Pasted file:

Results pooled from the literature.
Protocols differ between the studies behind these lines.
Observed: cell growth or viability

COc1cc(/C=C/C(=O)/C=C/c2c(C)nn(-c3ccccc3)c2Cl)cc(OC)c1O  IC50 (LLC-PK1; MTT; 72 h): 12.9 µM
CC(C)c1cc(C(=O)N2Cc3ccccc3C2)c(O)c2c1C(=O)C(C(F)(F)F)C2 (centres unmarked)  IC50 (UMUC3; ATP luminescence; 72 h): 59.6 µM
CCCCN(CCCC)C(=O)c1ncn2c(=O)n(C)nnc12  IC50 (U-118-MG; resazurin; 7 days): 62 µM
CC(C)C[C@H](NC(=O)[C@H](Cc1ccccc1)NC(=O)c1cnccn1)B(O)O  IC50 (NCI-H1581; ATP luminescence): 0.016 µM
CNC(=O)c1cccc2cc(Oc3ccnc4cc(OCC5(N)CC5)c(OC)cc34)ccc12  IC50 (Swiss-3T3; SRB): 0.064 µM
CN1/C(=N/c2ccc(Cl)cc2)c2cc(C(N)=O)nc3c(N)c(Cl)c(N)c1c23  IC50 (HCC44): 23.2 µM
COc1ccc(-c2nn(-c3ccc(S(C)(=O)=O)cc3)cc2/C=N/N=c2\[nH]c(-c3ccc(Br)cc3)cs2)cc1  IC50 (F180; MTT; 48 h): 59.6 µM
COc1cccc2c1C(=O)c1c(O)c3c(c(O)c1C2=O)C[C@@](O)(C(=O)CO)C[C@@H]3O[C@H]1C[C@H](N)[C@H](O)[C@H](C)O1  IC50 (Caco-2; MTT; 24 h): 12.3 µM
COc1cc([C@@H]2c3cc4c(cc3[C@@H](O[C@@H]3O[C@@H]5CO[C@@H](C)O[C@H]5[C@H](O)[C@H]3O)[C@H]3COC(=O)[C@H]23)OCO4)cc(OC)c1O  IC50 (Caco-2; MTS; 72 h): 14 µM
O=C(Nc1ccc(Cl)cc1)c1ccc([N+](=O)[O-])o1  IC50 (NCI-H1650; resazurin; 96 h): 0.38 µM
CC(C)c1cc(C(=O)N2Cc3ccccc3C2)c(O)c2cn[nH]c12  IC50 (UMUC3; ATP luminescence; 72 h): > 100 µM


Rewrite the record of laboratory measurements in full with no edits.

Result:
Results pooled from the literature.
Protocols differ between the studies behind these lines.
Observed: cell growth or viability

COc1cc(/C=C/C(=O)/C=C/c2c(C)nn(-c3ccccc3)c2Cl)cc(OC)c1O  IC50 (LLC-PK1; MTT; 72 h): 12.9 µM
CC(C)c1cc(C(=O)N2Cc3ccccc3C2)c(O)c2c1C(=O)C(C(F)(F)F)C2 (centres unmarked)  IC50 (UMUC3; ATP luminescence; 72 h): 59.6 µM
CCCCN(CCCC)C(=O)c1ncn2c(=O)n(C)nnc12  IC50 (U-118-MG; resazurin; 7 days): 62 µM
CC(C)C[C@H](NC(=O)[C@H](Cc1ccccc1)NC(=O)c1cnccn1)B(O)O  IC50 (NCI-H1581; ATP luminescence): 0.016 µM
CNC(=O)c1cccc2cc(Oc3ccnc4cc(OCC5(N)CC5)c(OC)cc34)ccc12  IC50 (Swiss-3T3; SRB): 0.064 µM
CN1/C(=N/c2ccc(Cl)cc2)c2cc(C(N)=O)nc3c(N)c(Cl)c(N)c1c23  IC50 (HCC44): 23.2 µM
COc1ccc(-c2nn(-c3ccc(S(C)(=O)=O)cc3)cc2/C=N/N=c2\[nH]c(-c3ccc(Br)cc3)cs2)cc1  IC50 (F180; MTT; 48 h): 59.6 µM
COc1cccc2c1C(=O)c1c(O)c3c(c(O)c1C2=O)C[C@@](O)(C(=O)CO)C[C@@H]3O[C@H]1C[C@H](N)[C@H](O)[C@H](C)O1  IC50 (Caco-2; MTT; 24 h): 12.3 µM
COc1cc([C@@H]2c3cc4c(cc3[C@@H](O[C@@H]3O[C@@H]5CO[C@@H](C)O[C@H]5[C@H](O)[C@H]3O)[C@H]3COC(=O)[C@H]23)OCO4)cc(OC)c1O  IC50 (Caco-2; MTS; 72 h): 14 µM
O=C(Nc1ccc(Cl)cc1)c1ccc([N+](=O)[O-])o1  IC50 (NCI-H1650; resazurin; 96 h): 0.38 µM
CC(C)c1cc(C(=O)N2Cc3ccccc3C2)c(O)c2cn[nH]c12  IC50 (UMUC3; ATP luminescence; 72 h): > 100 µM